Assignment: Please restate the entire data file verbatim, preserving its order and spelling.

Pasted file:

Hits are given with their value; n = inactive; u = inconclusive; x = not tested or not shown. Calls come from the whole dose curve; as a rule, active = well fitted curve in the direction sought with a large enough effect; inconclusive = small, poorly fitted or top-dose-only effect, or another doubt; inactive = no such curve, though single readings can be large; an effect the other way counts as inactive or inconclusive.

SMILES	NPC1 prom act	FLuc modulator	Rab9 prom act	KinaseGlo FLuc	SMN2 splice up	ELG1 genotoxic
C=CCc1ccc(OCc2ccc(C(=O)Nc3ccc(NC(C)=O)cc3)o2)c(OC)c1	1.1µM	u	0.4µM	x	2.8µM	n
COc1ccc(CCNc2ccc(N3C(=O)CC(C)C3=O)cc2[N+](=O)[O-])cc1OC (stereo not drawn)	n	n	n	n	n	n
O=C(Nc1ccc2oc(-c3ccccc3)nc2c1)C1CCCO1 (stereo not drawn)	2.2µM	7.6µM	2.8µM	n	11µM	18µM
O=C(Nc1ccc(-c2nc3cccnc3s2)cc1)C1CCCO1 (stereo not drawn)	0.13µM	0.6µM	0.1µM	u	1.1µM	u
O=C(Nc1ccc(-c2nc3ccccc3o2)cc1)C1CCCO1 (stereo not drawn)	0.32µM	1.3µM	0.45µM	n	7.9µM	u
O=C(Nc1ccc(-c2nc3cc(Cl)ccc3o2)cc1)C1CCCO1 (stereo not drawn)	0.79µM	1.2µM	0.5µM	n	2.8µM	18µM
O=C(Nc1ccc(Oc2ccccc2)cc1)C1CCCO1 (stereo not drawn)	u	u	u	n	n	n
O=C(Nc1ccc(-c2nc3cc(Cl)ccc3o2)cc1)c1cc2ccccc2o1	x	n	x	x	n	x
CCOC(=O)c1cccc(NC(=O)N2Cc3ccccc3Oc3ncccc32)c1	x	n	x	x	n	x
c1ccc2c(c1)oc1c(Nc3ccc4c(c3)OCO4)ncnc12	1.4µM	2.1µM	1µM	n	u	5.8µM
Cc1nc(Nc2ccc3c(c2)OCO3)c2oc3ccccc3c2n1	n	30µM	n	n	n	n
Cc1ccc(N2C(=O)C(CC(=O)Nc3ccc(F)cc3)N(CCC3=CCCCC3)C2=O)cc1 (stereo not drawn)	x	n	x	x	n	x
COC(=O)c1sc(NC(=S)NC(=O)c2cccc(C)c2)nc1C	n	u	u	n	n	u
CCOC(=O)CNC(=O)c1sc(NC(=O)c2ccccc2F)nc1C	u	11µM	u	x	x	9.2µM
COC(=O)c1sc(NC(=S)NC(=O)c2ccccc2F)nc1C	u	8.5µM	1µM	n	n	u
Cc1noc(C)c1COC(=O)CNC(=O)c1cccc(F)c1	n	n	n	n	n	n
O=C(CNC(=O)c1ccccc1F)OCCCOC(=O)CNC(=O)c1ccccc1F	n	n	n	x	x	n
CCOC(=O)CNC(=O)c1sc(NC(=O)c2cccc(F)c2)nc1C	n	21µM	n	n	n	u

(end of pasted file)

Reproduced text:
Hits are given with their value; n = inactive; u = inconclusive; x = not tested or not shown. Calls come from the whole dose curve; as a rule, active = well fitted curve in the direction sought with a large enough effect; inconclusive = small, poorly fitted or top-dose-only effect, or another doubt; inactive = no such curve, though single readings can be large; an effect the other way counts as inactive or inconclusive.

SMILES	NPC1 prom act	FLuc modulator	Rab9 prom act	KinaseGlo FLuc	SMN2 splice up	ELG1 genotoxic
C=CCc1ccc(OCc2ccc(C(=O)Nc3ccc(NC(C)=O)cc3)o2)c(OC)c1	1.1µM	u	0.4µM	x	2.8µM	n
COc1ccc(CCNc2ccc(N3C(=O)CC(C)C3=O)cc2[N+](=O)[O-])cc1OC (stereo not drawn)	n	n	n	n	n	n
O=C(Nc1ccc2oc(-c3ccccc3)nc2c1)C1CCCO1 (stereo not drawn)	2.2µM	7.6µM	2.8µM	n	11µM	18µM
O=C(Nc1ccc(-c2nc3cccnc3s2)cc1)C1CCCO1 (stereo not drawn)	0.13µM	0.6µM	0.1µM	u	1.1µM	u
O=C(Nc1ccc(-c2nc3ccccc3o2)cc1)C1CCCO1 (stereo not drawn)	0.32µM	1.3µM	0.45µM	n	7.9µM	u
O=C(Nc1ccc(-c2nc3cc(Cl)ccc3o2)cc1)C1CCCO1 (stereo not drawn)	0.79µM	1.2µM	0.5µM	n	2.8µM	18µM
O=C(Nc1ccc(Oc2ccccc2)cc1)C1CCCO1 (stereo not drawn)	u	u	u	n	n	n
O=C(Nc1ccc(-c2nc3cc(Cl)ccc3o2)cc1)c1cc2ccccc2o1	x	n	x	x	n	x
CCOC(=O)c1cccc(NC(=O)N2Cc3ccccc3Oc3ncccc32)c1	x	n	x	x	n	x
c1ccc2c(c1)oc1c(Nc3ccc4c(c3)OCO4)ncnc12	1.4µM	2.1µM	1µM	n	u	5.8µM
Cc1nc(Nc2ccc3c(c2)OCO3)c2oc3ccccc3c2n1	n	30µM	n	n	n	n
Cc1ccc(N2C(=O)C(CC(=O)Nc3ccc(F)cc3)N(CCC3=CCCCC3)C2=O)cc1 (stereo not drawn)	x	n	x	x	n	x
COC(=O)c1sc(NC(=S)NC(=O)c2cccc(C)c2)nc1C	n	u	u	n	n	u
CCOC(=O)CNC(=O)c1sc(NC(=O)c2ccccc2F)nc1C	u	11µM	u	x	x	9.2µM
COC(=O)c1sc(NC(=S)NC(=O)c2ccccc2F)nc1C	u	8.5µM	1µM	n	n	u
Cc1noc(C)c1COC(=O)CNC(=O)c1cccc(F)c1	n	n	n	n	n	n
O=C(CNC(=O)c1ccccc1F)OCCCOC(=O)CNC(=O)c1ccccc1F	n	n	n	x	x	n
CCOC(=O)CNC(=O)c1sc(NC(=O)c2cccc(F)c2)nc1C	n	21µM	n	n	n	u